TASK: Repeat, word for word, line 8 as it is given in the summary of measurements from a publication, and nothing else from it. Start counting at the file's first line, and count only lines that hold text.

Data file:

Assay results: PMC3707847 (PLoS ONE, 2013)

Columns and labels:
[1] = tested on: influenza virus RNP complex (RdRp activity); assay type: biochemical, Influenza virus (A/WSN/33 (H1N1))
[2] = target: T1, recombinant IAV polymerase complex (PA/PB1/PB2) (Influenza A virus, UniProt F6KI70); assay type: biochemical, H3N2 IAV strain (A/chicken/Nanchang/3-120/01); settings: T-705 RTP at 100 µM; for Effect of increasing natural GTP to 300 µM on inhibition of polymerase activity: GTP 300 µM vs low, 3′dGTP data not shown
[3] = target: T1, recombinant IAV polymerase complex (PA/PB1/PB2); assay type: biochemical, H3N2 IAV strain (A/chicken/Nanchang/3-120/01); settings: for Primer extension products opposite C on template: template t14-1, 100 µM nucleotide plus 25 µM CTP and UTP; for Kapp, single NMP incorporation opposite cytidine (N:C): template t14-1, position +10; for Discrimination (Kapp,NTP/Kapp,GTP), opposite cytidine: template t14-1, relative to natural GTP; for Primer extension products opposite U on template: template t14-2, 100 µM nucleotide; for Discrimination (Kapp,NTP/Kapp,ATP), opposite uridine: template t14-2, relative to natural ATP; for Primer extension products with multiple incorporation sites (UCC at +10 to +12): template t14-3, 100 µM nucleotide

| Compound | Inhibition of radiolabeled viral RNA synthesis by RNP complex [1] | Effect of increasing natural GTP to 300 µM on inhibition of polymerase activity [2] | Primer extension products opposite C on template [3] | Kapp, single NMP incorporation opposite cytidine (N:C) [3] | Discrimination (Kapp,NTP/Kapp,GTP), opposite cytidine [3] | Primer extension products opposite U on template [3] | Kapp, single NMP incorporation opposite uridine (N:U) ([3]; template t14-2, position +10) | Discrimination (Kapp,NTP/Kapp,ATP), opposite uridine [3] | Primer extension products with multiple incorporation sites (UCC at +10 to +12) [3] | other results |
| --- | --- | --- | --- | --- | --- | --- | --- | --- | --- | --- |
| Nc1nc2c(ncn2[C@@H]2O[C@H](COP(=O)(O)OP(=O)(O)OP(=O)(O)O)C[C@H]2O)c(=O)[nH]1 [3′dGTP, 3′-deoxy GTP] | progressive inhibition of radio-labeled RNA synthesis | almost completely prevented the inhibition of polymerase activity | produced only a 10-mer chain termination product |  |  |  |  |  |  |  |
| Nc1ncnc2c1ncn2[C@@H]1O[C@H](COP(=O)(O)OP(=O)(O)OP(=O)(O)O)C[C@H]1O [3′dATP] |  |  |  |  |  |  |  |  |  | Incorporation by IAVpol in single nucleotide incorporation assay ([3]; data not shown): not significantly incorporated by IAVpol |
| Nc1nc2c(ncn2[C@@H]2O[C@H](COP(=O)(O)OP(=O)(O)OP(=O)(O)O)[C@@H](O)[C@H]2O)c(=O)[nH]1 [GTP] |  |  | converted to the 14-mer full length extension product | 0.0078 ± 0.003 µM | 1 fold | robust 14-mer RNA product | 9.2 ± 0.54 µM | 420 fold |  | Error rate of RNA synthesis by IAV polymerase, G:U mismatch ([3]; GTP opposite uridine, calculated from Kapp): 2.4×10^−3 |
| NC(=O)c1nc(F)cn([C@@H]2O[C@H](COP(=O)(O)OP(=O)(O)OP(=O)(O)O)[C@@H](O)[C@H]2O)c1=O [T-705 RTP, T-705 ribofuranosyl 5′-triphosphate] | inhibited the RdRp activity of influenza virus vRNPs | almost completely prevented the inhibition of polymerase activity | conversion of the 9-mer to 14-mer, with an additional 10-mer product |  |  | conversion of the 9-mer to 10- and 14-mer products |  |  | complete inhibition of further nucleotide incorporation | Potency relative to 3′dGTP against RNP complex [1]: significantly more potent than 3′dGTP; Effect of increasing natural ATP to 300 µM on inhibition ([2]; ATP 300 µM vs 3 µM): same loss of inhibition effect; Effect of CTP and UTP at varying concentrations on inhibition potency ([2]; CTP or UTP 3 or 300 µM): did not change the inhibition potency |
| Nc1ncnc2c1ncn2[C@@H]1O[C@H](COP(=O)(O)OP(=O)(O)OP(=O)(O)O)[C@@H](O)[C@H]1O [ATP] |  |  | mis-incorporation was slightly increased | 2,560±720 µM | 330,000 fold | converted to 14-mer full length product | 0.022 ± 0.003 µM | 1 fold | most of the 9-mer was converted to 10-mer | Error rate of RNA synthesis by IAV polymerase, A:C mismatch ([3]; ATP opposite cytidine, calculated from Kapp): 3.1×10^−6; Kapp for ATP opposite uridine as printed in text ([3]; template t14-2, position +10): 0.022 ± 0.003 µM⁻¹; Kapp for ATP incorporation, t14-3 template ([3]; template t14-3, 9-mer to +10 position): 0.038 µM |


| Nc1nc2c(ncn2[C@@H]2O[C@H](COP(=O)(O)OP(=O)(O)OP(=O)(O)O)C[C@H]2O)c(=O)[nH]1 [3′dGTP, 3′-deoxy GTP] | progressive inhibition of radio-labeled RNA synthesis | almost completely prevented the inhibition of polymerase activity | produced only a 10-mer chain termination product |  |  |  |  |  |  |  |